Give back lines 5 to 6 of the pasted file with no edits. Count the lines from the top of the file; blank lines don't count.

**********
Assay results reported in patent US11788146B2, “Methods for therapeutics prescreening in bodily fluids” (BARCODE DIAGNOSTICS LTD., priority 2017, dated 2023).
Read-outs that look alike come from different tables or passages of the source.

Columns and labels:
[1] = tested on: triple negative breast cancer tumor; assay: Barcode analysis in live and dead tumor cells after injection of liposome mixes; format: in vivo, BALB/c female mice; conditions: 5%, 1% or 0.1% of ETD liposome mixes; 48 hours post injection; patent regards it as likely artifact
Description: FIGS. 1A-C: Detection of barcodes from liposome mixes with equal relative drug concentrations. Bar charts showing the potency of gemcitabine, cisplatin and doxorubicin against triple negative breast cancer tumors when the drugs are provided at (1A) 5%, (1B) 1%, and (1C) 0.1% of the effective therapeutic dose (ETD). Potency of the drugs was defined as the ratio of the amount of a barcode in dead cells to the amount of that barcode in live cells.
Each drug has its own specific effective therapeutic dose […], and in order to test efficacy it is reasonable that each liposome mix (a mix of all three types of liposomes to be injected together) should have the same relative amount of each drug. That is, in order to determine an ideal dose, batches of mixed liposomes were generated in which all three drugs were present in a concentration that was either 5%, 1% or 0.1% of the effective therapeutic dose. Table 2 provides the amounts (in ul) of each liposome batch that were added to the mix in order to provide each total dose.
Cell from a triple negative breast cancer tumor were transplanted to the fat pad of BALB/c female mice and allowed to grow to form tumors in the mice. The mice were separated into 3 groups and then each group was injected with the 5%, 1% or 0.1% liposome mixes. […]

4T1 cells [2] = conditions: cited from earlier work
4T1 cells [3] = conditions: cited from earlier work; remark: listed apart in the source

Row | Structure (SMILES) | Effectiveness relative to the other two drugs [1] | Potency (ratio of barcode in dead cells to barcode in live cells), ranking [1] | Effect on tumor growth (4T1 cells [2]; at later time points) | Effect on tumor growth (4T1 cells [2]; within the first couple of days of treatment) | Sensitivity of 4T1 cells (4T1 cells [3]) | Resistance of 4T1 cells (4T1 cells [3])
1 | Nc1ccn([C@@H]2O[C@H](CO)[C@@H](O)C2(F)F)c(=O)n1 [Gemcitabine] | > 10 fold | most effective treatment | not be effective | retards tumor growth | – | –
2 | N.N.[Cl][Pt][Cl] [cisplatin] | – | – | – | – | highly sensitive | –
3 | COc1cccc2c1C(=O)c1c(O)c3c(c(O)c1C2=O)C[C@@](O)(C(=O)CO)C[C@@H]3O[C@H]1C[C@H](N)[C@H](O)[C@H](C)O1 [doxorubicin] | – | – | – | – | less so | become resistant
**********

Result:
Description: FIGS. 1A-C: Detection of barcodes from liposome mixes with equal relative drug concentrations. Bar charts showing the potency of gemcitabine, cisplatin and doxorubicin against triple negative breast cancer tumors when the drugs are provided at (1A) 5%, (1B) 1%, and (1C) 0.1% of the effective therapeutic dose (ETD). Potency of the drugs was defined as the ratio of the amount of a barcode in dead cells to the amount of that barcode in live cells.
Each drug has its own specific effective therapeutic dose […], and in order to test efficacy it is reasonable that each liposome mix (a mix of all three types of liposomes to be injected together) should have the same relative amount of each drug. That is, in order to determine an ideal dose, batches of mixed liposomes were generated in which all three drugs were present in a concentration that was either 5%, 1% or 0.1% of the effective therapeutic dose. Table 2 provides the amounts (in ul) of each liposome batch that were added to the mix in order to provide each total dose.